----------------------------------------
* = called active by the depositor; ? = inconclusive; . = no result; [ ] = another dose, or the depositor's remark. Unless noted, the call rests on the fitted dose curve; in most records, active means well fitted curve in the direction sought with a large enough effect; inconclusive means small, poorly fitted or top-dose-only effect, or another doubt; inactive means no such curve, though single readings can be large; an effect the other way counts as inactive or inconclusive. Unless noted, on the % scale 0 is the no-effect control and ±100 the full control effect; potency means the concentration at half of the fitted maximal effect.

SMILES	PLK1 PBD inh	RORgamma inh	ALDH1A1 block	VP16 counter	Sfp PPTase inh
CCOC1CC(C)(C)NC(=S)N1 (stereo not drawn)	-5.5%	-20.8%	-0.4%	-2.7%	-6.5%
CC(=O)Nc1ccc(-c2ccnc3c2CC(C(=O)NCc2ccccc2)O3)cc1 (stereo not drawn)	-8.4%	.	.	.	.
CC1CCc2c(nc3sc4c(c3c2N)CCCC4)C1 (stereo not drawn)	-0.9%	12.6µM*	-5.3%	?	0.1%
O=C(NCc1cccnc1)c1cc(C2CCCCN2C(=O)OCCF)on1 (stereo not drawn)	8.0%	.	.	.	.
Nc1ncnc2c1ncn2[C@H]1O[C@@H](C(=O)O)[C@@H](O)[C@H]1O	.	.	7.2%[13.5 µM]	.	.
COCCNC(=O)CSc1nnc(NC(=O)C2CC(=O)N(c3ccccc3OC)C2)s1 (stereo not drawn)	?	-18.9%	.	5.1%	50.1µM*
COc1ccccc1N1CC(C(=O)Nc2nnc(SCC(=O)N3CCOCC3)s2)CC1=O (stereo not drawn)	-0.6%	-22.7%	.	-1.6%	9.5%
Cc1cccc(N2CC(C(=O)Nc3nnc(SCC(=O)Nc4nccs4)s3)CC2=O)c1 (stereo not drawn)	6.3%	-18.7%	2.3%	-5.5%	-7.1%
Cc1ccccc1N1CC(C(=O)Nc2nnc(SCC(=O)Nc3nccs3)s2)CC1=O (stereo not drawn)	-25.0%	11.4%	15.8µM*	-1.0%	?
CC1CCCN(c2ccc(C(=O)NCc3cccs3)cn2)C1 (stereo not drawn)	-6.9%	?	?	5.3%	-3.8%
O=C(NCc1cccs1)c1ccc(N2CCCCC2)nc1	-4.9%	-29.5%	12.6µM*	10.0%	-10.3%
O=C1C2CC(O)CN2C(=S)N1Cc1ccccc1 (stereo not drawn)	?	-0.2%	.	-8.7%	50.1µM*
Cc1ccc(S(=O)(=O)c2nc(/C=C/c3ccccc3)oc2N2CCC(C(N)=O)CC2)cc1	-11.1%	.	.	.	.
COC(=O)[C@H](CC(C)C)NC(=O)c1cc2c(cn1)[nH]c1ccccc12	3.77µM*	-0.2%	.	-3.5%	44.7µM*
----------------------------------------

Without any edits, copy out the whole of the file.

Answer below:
* = called active by the depositor; ? = inconclusive; . = no result; [ ] = another dose, or the depositor's remark. Unless noted, the call rests on the fitted dose curve; in most records, active means well fitted curve in the direction sought with a large enough effect; inconclusive means small, poorly fitted or top-dose-only effect, or another doubt; inactive means no such curve, though single readings can be large; an effect the other way counts as inactive or inconclusive. Unless noted, on the % scale 0 is the no-effect control and ±100 the full control effect; potency means the concentration at half of the fitted maximal effect.

SMILES	PLK1 PBD inh	RORgamma inh	ALDH1A1 block	VP16 counter	Sfp PPTase inh
CCOC1CC(C)(C)NC(=S)N1 (stereo not drawn)	-5.5%	-20.8%	-0.4%	-2.7%	-6.5%
CC(=O)Nc1ccc(-c2ccnc3c2CC(C(=O)NCc2ccccc2)O3)cc1 (stereo not drawn)	-8.4%	.	.	.	.
CC1CCc2c(nc3sc4c(c3c2N)CCCC4)C1 (stereo not drawn)	-0.9%	12.6µM*	-5.3%	?	0.1%
O=C(NCc1cccnc1)c1cc(C2CCCCN2C(=O)OCCF)on1 (stereo not drawn)	8.0%	.	.	.	.
Nc1ncnc2c1ncn2[C@H]1O[C@@H](C(=O)O)[C@@H](O)[C@H]1O	.	.	7.2%[13.5 µM]	.	.
COCCNC(=O)CSc1nnc(NC(=O)C2CC(=O)N(c3ccccc3OC)C2)s1 (stereo not drawn)	?	-18.9%	.	5.1%	50.1µM*
COc1ccccc1N1CC(C(=O)Nc2nnc(SCC(=O)N3CCOCC3)s2)CC1=O (stereo not drawn)	-0.6%	-22.7%	.	-1.6%	9.5%
Cc1cccc(N2CC(C(=O)Nc3nnc(SCC(=O)Nc4nccs4)s3)CC2=O)c1 (stereo not drawn)	6.3%	-18.7%	2.3%	-5.5%	-7.1%
Cc1ccccc1N1CC(C(=O)Nc2nnc(SCC(=O)Nc3nccs3)s2)CC1=O (stereo not drawn)	-25.0%	11.4%	15.8µM*	-1.0%	?
CC1CCCN(c2ccc(C(=O)NCc3cccs3)cn2)C1 (stereo not drawn)	-6.9%	?	?	5.3%	-3.8%
O=C(NCc1cccs1)c1ccc(N2CCCCC2)nc1	-4.9%	-29.5%	12.6µM*	10.0%	-10.3%
O=C1C2CC(O)CN2C(=S)N1Cc1ccccc1 (stereo not drawn)	?	-0.2%	.	-8.7%	50.1µM*
Cc1ccc(S(=O)(=O)c2nc(/C=C/c3ccccc3)oc2N2CCC(C(N)=O)CC2)cc1	-11.1%	.	.	.	.
COC(=O)[C@H](CC(C)C)NC(=O)c1cc2c(cn1)[nH]c1ccccc12	3.77µM*	-0.2%	.	-3.5%	44.7µM*